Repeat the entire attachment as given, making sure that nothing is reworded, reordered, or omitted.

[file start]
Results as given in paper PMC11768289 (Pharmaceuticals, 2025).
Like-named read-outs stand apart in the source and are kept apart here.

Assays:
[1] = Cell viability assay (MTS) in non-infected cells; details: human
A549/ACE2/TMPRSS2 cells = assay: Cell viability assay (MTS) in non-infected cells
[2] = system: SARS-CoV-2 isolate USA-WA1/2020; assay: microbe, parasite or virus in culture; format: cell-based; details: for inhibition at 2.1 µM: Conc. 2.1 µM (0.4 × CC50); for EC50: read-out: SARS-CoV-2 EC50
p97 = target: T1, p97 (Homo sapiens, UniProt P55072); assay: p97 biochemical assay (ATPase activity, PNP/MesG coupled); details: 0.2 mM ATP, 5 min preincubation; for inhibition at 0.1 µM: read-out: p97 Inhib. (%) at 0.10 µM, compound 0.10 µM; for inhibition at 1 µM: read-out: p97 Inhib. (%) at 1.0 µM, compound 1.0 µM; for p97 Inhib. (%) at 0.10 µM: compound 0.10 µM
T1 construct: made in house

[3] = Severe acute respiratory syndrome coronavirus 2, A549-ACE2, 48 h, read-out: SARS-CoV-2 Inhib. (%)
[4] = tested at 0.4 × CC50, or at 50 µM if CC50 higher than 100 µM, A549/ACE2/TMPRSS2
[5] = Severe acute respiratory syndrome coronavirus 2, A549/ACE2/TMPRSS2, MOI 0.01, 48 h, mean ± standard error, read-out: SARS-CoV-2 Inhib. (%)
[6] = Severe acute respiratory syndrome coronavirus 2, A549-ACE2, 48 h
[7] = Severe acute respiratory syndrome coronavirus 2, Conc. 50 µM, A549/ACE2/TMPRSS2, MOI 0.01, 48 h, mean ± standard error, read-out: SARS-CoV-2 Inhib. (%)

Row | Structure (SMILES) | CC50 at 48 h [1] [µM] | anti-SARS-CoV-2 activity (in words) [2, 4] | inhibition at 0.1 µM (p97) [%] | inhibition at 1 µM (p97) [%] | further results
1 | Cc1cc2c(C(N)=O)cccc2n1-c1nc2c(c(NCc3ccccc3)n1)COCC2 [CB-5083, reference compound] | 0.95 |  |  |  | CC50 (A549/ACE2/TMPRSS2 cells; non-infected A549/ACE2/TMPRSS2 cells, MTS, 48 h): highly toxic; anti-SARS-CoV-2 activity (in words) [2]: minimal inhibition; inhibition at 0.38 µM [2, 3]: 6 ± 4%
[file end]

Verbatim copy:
Results as given in paper PMC11768289 (Pharmaceuticals, 2025).
Like-named read-outs stand apart in the source and are kept apart here.

Assays:
[1] = Cell viability assay (MTS) in non-infected cells; details: human
A549/ACE2/TMPRSS2 cells = assay: Cell viability assay (MTS) in non-infected cells
[2] = system: SARS-CoV-2 isolate USA-WA1/2020; assay: microbe, parasite or virus in culture; format: cell-based; details: for inhibition at 2.1 µM: Conc. 2.1 µM (0.4 × CC50); for EC50: read-out: SARS-CoV-2 EC50
p97 = target: T1, p97 (Homo sapiens, UniProt P55072); assay: p97 biochemical assay (ATPase activity, PNP/MesG coupled); details: 0.2 mM ATP, 5 min preincubation; for inhibition at 0.1 µM: read-out: p97 Inhib. (%) at 0.10 µM, compound 0.10 µM; for inhibition at 1 µM: read-out: p97 Inhib. (%) at 1.0 µM, compound 1.0 µM; for p97 Inhib. (%) at 0.10 µM: compound 0.10 µM
T1 construct: made in house

[3] = Severe acute respiratory syndrome coronavirus 2, A549-ACE2, 48 h, read-out: SARS-CoV-2 Inhib. (%)
[4] = tested at 0.4 × CC50, or at 50 µM if CC50 higher than 100 µM, A549/ACE2/TMPRSS2
[5] = Severe acute respiratory syndrome coronavirus 2, A549/ACE2/TMPRSS2, MOI 0.01, 48 h, mean ± standard error, read-out: SARS-CoV-2 Inhib. (%)
[6] = Severe acute respiratory syndrome coronavirus 2, A549-ACE2, 48 h
[7] = Severe acute respiratory syndrome coronavirus 2, Conc. 50 µM, A549/ACE2/TMPRSS2, MOI 0.01, 48 h, mean ± standard error, read-out: SARS-CoV-2 Inhib. (%)

Row | Structure (SMILES) | CC50 at 48 h [1] [µM] | anti-SARS-CoV-2 activity (in words) [2, 4] | inhibition at 0.1 µM (p97) [%] | inhibition at 1 µM (p97) [%] | further results
1 | Cc1cc2c(C(N)=O)cccc2n1-c1nc2c(c(NCc3ccccc3)n1)COCC2 [CB-5083, reference compound] | 0.95 |  |  |  | CC50 (A549/ACE2/TMPRSS2 cells; non-infected A549/ACE2/TMPRSS2 cells, MTS, 48 h): highly toxic; anti-SARS-CoV-2 activity (in words) [2]: minimal inhibition; inhibition at 0.38 µM [2, 3]: 6 ± 4%